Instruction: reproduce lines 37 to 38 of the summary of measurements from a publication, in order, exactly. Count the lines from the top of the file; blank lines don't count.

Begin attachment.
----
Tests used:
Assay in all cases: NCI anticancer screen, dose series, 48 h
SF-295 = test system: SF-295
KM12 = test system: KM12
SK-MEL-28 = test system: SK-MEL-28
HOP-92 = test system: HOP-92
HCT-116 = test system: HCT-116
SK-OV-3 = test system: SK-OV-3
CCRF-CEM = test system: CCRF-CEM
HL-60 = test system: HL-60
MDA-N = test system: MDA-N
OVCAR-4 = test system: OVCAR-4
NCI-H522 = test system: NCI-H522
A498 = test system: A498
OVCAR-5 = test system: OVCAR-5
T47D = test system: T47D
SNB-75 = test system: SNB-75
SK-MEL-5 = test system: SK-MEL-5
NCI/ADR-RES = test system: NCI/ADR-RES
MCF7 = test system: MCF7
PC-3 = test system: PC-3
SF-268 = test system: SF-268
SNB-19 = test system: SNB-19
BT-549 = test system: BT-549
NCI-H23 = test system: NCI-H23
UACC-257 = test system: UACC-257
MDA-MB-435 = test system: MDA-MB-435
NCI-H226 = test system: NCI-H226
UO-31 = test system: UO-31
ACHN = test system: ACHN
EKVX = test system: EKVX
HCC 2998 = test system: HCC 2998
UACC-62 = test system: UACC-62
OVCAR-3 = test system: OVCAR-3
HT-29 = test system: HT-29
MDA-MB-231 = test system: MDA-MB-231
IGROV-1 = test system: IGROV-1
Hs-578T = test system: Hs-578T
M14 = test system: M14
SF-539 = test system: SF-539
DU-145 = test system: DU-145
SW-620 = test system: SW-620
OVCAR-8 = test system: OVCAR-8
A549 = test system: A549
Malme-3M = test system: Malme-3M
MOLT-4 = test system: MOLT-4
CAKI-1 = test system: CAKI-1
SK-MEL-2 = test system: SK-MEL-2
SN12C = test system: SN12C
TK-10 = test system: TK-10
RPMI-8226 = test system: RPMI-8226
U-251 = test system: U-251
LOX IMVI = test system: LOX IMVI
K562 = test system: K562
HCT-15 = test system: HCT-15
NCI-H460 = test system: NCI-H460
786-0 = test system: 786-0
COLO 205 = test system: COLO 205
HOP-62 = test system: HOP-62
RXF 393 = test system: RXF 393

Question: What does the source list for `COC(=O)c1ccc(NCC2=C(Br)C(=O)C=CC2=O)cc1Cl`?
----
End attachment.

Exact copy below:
IGROV-1 = test system: IGROV-1
Hs-578T = test system: Hs-578T